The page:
In 1995, as Howard Husock pointed out eight years ago in City Journal, "the Clinton Treasury Department's 1995 regulations made getting a satisfactory CRA rating much harder. The new regulations de-emphasized subjective assessment measures in favor of strictly numerical ones. Bank examiners would use federal home-loan data, broken down by neighborhood, income group, and race, to rate banks on performance."
Creditworthiness and due diligence no longer mattered. As a 1999 New York Times editorial observed: "Fannie Mae, the nation's biggest underwriter of home mortgages, has been under increasing pressure from the Bill Clinton administration to expand mortgage loans among low- and moderate-income people and felt pressure to maintain its phenomenal growth in profits."
On Frank's and Clinton's watch, the Community Reinvestment Act was changed to force the issuance of bad loans. Banks would be rated on the number of loans, not on their soundness. Fannie Mae and Freddie Mac were then encouraged to buy them up. It was all about affordable housing, even if the housing was unaffordable.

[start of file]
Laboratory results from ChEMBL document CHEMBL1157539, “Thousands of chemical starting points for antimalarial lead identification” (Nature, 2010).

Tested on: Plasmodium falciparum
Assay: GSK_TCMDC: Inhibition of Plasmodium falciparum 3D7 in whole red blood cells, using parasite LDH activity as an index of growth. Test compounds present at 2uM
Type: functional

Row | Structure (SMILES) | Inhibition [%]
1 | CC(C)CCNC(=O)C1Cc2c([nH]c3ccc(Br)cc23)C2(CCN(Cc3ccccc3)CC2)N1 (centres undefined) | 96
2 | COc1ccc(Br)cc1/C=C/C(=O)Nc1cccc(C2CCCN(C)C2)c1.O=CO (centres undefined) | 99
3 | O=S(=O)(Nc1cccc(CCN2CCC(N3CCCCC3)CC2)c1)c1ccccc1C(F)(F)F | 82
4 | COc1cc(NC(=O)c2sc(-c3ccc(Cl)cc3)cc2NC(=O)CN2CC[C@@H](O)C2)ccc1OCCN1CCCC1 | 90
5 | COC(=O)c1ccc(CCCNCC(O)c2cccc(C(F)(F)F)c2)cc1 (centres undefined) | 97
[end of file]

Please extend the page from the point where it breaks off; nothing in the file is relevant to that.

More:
"From the perspective of many people, including me, this is another thrift industry growing up around us," Peter Wallison, a resident fellow at the American Enterprise Institute, said back in 1999. "If they fail, the government will have to step in and bail them out the way it stepped up and bailed out the thrift industry."
That prediction came true, but it didn't have to.
On Sept. 11, 2003, the Bush administration proposed to Congress a new agency under the Treasury Department to assume supervision of Fannie and Freddie. The new agency would have had the authority to set capital-reserve requirements, veto new lines of business and determine whether the two quasi-government lenders were adequately managing the risk of their ballooning portfolios.
When former Treasury Secretary John Snow pleaded for Frank to support Fannie and Freddie reform, Frank responded: "These two entities — Fannie Mae and Freddie Mac — are not facing any kind of financial crisis. The more people exaggerate these problems, the more pressure there is on these companies, the less we will see in terms of affordable housing."